Occidental Petroleum: Fundamentals Strong; Sell-Off A Buying Opportunity (NYSE:OXY)

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Summary of the thesis

Western Petroleum (NYSE:OXY) has rebounded strongly over the past year, but oil prices have cooled in recent months. Although numerous factors could push oil prices further into the downtrend, the current pullback provides a good entry point for a long-term investment in a recession-resistant stock supported by a commodity super cycle.

Current performance

OXY has performed very well over the past year both fundamentally and in terms of stock appreciation. The stock is up 100% year-to-date, and recent earnings results have been quite encouraging:

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income statement

income statement (10-Q)

As we can see from its most recent revenue statement, net sales grew about 80% year over year. Meanwhile, total spending increased by only about 5%. Because the company benefited from lower depreciation and interest expenses.

Overall, the company made $3.75 billion from continuing operations, which translates to $3.16 in adjusted earnings per share and $4.2 billion in FCF.

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In addition, the company has paid off $4.8 billion in debt, initiated a $1.1 billion stock repurchase plan and benefited from Oxychem, which manufactures and manufactures chemicals such as PVC.

Occidental Petroleum had a great quarter compared to some of its peers in the energy industry. It’s easy to see why someone like Warren Buffett is scraping this stock from the sector. OXY excels on the cash flow front and has one of the highest ROEs and profitability of any energy company.

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energy outlook

Of course, the question of whether to invest in OXY now that the stock price has gone up 100% depends largely on the outlook for the energy sector.

raw price

raw price (market observation)

As we can see in the chart above, energy companies benefited from very high oil prices in the second quarter. Oil prices have averaged around $100/barrel but have since fallen to almost $85. This is still a reasonable level for energy companies. While the third quarter won’t be as impressive, OXY will still generate excess cash flow that will help further reduce debt and increase buybacks.

However, if prices continue to go lower, so will OXY’s share price. At this point, there are a variety of different factors that could determine this.

First, the influence of OPEC, which appears determined to defend higher oil prices by keeping supply under control. But while OPEC can control supply, the demand part of the equation is out of its control, and with a global recession likely already underway, energy demand could see a sharp drop.

Commodity prices have also taken a hit after tightening monetary policy, but I still subscribe to the idea that we are entering a secular bull market in commodities.

raw material cycle

Commodity Cycle (Stifel report)

As this chart from the Stifel report shows, the world could soon enter a new phase of rising commodity prices. For most of the last 20 years we have seen structurally falling asset prices and structurally lower interest rates. However, this has led to a general underinvestment in the extraction of natural resources such as energy,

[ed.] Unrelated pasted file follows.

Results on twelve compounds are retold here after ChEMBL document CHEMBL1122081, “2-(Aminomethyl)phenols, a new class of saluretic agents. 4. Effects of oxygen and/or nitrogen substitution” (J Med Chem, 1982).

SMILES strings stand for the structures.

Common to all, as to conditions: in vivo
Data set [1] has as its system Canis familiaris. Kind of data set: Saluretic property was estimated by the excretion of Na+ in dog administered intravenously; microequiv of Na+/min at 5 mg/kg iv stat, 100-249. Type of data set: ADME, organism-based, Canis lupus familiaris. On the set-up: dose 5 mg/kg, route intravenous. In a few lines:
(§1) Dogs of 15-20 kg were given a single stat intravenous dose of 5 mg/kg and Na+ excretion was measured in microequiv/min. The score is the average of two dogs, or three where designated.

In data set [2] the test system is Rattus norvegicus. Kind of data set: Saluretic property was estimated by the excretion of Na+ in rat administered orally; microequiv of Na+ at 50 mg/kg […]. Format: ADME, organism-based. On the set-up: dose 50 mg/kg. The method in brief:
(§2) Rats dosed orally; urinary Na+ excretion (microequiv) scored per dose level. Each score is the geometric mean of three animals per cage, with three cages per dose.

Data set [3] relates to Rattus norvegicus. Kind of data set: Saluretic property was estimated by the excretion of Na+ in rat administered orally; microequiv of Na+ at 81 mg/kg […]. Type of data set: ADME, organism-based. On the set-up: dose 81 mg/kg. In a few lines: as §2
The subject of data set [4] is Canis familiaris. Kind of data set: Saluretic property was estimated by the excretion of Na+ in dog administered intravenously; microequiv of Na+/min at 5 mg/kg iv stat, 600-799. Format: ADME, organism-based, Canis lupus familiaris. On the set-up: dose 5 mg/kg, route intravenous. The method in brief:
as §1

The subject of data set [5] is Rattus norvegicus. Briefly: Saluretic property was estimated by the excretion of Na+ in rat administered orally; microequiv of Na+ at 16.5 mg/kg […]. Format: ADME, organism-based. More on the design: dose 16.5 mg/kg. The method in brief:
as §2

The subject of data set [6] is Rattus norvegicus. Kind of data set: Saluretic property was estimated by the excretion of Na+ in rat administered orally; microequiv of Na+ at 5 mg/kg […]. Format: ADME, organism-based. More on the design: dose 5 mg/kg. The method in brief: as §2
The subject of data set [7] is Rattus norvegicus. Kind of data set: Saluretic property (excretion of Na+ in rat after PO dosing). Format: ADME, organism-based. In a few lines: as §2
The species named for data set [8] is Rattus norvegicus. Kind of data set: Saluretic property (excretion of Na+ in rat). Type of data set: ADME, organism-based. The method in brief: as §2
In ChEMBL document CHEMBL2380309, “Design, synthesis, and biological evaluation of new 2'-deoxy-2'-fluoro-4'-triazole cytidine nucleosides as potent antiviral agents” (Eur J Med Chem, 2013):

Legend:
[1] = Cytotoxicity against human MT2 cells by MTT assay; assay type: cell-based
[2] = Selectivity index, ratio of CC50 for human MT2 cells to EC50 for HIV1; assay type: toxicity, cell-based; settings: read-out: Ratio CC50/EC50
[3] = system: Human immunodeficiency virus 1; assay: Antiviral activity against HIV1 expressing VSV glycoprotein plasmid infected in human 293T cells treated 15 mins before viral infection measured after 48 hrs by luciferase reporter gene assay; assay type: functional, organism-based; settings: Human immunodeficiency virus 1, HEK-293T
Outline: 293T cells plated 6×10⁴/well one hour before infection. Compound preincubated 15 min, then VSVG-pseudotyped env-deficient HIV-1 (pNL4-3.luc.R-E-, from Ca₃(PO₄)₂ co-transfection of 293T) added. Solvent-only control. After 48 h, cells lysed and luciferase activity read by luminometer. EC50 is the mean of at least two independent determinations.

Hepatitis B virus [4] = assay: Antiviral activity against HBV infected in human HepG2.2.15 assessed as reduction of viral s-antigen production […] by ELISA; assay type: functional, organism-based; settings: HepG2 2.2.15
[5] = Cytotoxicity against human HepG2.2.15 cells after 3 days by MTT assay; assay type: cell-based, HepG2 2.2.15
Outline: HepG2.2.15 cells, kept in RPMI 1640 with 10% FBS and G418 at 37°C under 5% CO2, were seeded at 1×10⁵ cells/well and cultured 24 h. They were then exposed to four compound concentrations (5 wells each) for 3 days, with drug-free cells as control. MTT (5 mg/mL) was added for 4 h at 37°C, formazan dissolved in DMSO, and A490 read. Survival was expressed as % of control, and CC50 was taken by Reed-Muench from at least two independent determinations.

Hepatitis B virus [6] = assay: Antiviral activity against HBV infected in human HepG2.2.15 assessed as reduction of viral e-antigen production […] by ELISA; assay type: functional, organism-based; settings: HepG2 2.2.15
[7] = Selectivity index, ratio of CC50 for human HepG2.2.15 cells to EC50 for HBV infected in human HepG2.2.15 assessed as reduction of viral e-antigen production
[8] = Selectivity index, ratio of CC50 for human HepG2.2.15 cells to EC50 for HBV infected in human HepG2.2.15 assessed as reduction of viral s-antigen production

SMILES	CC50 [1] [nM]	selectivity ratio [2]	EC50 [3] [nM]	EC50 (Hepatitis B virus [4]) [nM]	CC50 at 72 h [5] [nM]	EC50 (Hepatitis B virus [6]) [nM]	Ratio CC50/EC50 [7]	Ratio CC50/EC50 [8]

OXY: An ideal recession game

Counterintuitive as it may seem, investing in energy can be a good hedge against a recession. Of course, lower economic activity reduces the demand for everything, but energy is one of the most important products. Eventually we could give up fancy gadgets or expensive vacations, but the machines still have to run and we still have to heat our homes.

In that regard, energy is a good recessionary investment. In this sector, however, the best energy companies will be those that can generate strong cash flows and tolerate the debt burden, and this is where OXY stands out:





EBITDA margin





return on equity





Leveraged FCF Margin





Debt/Free Cash Flow





Long-term debt/total capital





Source: Search for Alpha

Above, we can compare OXY to some of its main competitors using various metrics. As we can see, OXY is way ahead in terms of margins and ROE. This is an FCF machine, and it’s easy to see why Warren Buffett likes the stock.

However, the company has a significant amount of long-term debt, about double or even triple that of its peers. But when we look at debt versus free cash flow, OXY comes out on top once again. In addition, the company has made a clear commitment to reducing debt.

All in all, OXY stands out as one of the most profitable companies in the industry, and that will come in very handy as the economy contracts and margins tighten.


It’s important to note that the bull thesis has some risks here. First off, there are numerous catalysts that could lead to lower prices. These include, among other things, the market entry of Iranian supplies, an end to the Russia-Ukraine conflict and the release of further strategic reserves.

Furthermore, continued Fed tightening could threaten to trigger deflation again. Nonetheless, I still believe oil producers are well positioned to thrive over the long term.

Bring away

Oil has had a tremendous run in 2022 and the current pullback gives us a good opportunity to enter the market. Within the sector, OXY offers a very compelling ROE, and with Buffett’s cachet, I believe more investors will jump in when oil picks up steam again.

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